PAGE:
Birthday Girl is basically a steamy contemporary romance novel by Penelope Douglas. A forbidden age-gap romance which is suitably teased in the blurb: “She’s nineteen, and I’m thirty-eight. And her boyfriend’s father”.
With the introduction and trigger warning out of the way, let me just tell you how very amazingly well-written this novel is. There are no big bad words which force you whip out a dictionary every few lines, but still the complicated emotions get conveyed accurately.
Jordan is a nineteen-year-old girl who is not like most teenagers. Having had an uneasy childhood and some bad experience, she is mature, headstrong and most of all an interesting woman, far removed from the clichéd drinking and partying and experimenting-with-drugs tropes that we associate most teenaged characters with.
When she meets Pike, not knowing he was her boyfriend’s father, she did not mean to develop a palpable connection of shared smiles and comfortable conversation with him. She wasn’t even supposed to be in the position to stumble into Pike, but she did, because, indirectly, of her boyfriend, Cole.
Jordan and Cole share an unclear bond. I wish Cole was more developed in the story as character, rather than simply a plot device. But with Cole being the loser and the jerk he turns out to be, it was quite natural that Jordan and Pike, while living under the same roof, got the optimum circumstances to explore and nurture their weird feelings which ultimately very organically developed into this tabooed relationship.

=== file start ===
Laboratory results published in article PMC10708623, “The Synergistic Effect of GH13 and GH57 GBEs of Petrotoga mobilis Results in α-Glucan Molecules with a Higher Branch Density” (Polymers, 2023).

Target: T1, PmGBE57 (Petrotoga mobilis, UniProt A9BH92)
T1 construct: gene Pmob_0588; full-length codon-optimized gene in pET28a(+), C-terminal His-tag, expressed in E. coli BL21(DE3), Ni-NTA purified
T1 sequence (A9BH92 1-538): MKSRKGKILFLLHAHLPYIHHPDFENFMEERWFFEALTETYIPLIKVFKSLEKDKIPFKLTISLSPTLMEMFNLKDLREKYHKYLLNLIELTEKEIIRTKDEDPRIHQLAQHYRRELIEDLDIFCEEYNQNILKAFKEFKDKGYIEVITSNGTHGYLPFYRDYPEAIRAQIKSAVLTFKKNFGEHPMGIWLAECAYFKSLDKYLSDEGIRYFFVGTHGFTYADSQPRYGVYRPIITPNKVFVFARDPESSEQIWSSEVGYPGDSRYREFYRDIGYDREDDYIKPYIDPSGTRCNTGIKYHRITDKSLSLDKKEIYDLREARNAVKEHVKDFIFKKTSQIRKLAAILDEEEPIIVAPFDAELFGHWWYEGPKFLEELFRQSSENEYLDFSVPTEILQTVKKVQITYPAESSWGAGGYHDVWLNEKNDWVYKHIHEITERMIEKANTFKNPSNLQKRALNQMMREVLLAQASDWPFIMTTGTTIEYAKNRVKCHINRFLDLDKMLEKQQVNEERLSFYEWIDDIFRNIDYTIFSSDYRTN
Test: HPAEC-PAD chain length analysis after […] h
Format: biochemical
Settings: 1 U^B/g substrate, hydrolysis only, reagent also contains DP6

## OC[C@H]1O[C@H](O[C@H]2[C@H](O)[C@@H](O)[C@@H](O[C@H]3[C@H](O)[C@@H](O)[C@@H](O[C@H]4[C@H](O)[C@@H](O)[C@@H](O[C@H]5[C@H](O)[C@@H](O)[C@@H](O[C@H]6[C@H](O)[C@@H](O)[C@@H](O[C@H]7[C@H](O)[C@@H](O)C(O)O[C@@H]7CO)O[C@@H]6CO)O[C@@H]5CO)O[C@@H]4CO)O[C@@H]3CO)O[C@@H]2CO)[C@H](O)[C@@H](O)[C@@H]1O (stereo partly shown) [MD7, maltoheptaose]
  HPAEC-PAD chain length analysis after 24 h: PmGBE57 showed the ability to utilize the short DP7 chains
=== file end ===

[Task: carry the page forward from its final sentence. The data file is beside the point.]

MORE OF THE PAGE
What the fate of this couple is in the story, I leave for you to find out after reading the book, but what I liked the most in this novel was the effortless and organic way in which Jordan and Pike’s feelings advance. Yes, there are plenty of instances where the girl led the man on, with her casual appearance flaunting her beauty and charm in front of everyone: which would fall anywhere between tease and seduction, depending on how you look.
You can really relate to the angst, the internal struggle and the mature coping mechanisms these two employ to keep their hands off of each other for as long as they could. And when they eventually let their passion get the better of them: Fireworks.
The fluid writing and the extremely well-articulated scenes of passion lend this story an unputdownable feel which is quite refreshing. And I was surprised at the brief, but sure moment of catharsis in the extremely strained father-son dynamic. I only wish, the moment lingered and the character of Cole got a fraction of the focus he deserved in this story.
This is a standalone story, so no sequels planned. So, gear up for a four-hundred-page marathon balancing the anguish of forbidden love and the passion of sensuous surrender.
I read this book on #KindleUnlimited at a friend’s recommendation, and I am thankful to her for introducing me to Penelope Douglas.
I would recommend this book to all adult romance readers.
Check out the book on Amazon: https://amzn.to/3P9fFd5